The World of Atom (Part II)

ReferenceA Logical Approach to Theoretical Physics

PART II – THE FOUNDATIONS OF ATOMIC CHEMISTRY

THE WORLD OF ATOM by Boorse

Chapter 10: The Birth of Atomic Theory (John Dalton 1766 – 1844)

Dalton was investigating why oxygen and nitrogen remained mixed in air and did not separate, when he accidentally discovered that oxygen and nitrogen combined in definite ratios. Dalton had a physical particle picture of gases, which led him to assume that a chemical reaction is only the combination of an atom of one substance with that of another. This led to the inference that the relative weights of the constituent atoms in compounds could be determined. This established the foundation of atomic chemistry.

Chapter 11: The Volume Combination of Gases (Joseph Louis Gay-Lussac 1778 – 1850)

Gay Lussac showed that if gases enter into chemical reactions, they do so in numerically simple volume ratios, and the volume of the products, if gaseous, may be expressed by simple integral numerical ratios to the volume of the original reactants. This is true for gases only, where the force of cohesion between atoms and molecules is minimum, and where most of the volume is due to the “atmosphere of heat” surrounding the nuclei. The volume ratio is, most likely, also the ratio of atoms and molecules that combine.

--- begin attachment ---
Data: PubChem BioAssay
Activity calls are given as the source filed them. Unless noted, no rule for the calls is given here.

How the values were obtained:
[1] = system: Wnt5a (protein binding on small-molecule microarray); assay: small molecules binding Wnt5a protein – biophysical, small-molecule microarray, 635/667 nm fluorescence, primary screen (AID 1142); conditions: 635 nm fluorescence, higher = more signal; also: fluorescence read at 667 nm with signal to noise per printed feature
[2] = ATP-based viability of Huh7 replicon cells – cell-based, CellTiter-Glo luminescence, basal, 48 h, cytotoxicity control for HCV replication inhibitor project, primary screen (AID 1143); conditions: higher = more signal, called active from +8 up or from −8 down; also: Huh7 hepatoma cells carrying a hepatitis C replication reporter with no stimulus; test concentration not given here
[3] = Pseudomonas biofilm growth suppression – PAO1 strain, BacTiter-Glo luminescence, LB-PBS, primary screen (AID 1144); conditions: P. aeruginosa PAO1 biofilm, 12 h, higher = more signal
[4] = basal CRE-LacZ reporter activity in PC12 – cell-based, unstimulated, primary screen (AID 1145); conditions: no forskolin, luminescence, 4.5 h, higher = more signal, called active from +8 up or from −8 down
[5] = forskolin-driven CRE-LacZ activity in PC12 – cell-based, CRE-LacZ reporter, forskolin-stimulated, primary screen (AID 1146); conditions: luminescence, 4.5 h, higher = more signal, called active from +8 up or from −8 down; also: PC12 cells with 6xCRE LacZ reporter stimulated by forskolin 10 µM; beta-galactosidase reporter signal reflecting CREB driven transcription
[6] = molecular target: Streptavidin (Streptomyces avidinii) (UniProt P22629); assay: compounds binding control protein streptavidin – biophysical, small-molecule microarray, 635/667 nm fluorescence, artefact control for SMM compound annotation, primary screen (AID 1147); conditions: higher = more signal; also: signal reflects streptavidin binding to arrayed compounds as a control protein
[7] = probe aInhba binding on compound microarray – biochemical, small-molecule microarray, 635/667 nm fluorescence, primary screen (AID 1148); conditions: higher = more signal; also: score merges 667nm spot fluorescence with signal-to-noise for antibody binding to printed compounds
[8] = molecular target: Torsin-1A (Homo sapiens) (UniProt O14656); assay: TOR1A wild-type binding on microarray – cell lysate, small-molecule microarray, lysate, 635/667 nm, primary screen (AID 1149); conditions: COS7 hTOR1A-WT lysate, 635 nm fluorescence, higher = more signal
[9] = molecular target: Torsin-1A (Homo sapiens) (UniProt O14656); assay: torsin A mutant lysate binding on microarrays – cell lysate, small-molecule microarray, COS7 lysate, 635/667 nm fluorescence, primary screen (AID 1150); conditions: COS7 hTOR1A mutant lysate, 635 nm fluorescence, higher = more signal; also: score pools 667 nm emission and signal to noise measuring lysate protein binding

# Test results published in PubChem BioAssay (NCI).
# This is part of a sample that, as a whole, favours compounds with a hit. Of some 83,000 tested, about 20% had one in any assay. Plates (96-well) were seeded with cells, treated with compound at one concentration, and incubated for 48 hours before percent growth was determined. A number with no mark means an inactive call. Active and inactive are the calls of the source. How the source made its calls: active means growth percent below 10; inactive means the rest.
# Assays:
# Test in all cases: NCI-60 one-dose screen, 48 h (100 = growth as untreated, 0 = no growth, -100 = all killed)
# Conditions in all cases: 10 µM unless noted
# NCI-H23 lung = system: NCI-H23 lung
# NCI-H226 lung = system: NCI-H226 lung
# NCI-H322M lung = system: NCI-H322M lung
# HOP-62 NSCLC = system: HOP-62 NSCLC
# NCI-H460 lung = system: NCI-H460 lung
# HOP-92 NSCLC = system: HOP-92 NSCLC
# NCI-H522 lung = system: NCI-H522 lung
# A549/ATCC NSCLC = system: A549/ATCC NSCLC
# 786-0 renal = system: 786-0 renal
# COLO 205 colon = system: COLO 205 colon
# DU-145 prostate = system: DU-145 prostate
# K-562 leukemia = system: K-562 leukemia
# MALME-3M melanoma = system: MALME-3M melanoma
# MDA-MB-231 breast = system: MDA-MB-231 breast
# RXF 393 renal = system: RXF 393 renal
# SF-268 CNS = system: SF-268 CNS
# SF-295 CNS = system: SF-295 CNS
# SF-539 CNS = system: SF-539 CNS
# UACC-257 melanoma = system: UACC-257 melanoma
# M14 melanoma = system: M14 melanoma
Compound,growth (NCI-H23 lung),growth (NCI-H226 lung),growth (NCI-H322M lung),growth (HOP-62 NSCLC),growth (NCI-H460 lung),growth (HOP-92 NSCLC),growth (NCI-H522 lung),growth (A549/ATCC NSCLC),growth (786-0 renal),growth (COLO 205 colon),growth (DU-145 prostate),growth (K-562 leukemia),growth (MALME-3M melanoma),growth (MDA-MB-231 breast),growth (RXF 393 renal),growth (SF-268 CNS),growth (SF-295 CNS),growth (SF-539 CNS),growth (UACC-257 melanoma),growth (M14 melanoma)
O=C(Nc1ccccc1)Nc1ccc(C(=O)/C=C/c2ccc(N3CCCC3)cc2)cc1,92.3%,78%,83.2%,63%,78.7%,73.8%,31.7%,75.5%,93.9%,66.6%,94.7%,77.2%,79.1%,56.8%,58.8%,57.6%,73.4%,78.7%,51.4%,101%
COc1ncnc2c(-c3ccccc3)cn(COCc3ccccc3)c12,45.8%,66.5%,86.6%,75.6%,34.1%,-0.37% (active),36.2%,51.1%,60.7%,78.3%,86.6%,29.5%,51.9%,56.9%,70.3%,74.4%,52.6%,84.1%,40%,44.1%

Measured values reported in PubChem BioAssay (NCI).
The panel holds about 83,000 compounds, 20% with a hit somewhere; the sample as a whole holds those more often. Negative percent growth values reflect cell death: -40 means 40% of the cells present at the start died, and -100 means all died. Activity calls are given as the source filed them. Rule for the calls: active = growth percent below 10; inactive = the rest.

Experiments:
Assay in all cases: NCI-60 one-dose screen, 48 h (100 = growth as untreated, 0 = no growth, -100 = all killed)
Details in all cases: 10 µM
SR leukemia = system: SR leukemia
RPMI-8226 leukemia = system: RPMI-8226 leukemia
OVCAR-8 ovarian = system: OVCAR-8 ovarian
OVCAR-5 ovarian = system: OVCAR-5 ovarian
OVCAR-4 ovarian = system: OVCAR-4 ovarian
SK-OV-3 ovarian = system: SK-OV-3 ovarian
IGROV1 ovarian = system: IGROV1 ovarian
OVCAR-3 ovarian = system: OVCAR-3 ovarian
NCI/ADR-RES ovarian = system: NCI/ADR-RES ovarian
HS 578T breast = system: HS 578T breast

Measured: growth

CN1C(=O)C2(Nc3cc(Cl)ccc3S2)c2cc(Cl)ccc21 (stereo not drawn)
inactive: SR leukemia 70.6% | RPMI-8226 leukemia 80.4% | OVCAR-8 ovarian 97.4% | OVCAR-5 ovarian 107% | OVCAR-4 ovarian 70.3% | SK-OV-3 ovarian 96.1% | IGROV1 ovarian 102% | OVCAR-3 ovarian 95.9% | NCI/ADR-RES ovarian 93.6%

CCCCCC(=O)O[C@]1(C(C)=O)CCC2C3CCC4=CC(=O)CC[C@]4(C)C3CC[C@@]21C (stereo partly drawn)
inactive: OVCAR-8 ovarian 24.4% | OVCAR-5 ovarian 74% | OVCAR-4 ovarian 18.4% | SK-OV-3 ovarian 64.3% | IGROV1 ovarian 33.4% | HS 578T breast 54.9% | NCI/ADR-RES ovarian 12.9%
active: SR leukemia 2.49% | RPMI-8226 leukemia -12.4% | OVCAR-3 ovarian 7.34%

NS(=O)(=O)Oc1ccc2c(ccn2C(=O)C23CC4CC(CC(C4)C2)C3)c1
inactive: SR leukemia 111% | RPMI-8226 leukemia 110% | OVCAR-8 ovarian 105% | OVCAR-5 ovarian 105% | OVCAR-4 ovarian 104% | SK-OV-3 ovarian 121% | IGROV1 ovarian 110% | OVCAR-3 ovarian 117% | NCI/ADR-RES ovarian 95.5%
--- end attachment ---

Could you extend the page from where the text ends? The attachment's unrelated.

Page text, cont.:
Chapter 12: Atoms and Molecules – Avogadro’s Law (Amedeo Avogadro 1776 – 1856)

Avogadro’s principle is that equal volumes of different gases at the same temperature and pressure contain the same number of molecules. By this principle, Avogadro correctly deduced the chemical formula for water, ammonia, nitrous oxide, nitric oxide and nitrogen dioxide. However, for the principle to be valid it was necessary to introduce a new hypothesis, namely, that the ultimate particles of many of the elementary gases such as hydrogen and nitrogen were molecules i.e., combinations of two, or sometimes more, atoms.

Chapter 13: The Search for Primordial Material (William Prout 1785 – 1850)

The notion that all matter is composed of the same primary substance and that when organized in different ways produces the various elements, occurs far back in antiquity. In Daltonian theory, atoms were distinguished by their different masses. Prout hypothesized that the atoms of all elements are simply combinations of hydrogen. 

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MAIN POINTS

  1. Atoms of different substances combine in definite ratios.
  2. A chemical reaction is such combination of atoms of different substances.
  3. The force of cohesion between atoms and molecules is minimum in gaseous phase.
  4. Gases combine in numerically simple volume ratios.
  5. Equal volumes of different gases at the same temperature and pressure contain the same number of molecules.
  6. The ultimate particles of many elementary gases are combinations of two, or sometimes more, atoms.
  7. The atoms of all elements are simply combinations of hydrogen. 

THEORY
The atom is a spinning nucleus surrounded by a vortex of energy substance. All its mass is concentrated in the nucleus of negligible volume. All its volume comprises of the energy vortex of negligible mass. All different atoms have masses that are multiples of the mass of hydrogen atom. These atoms combine in simple and definite ratios.

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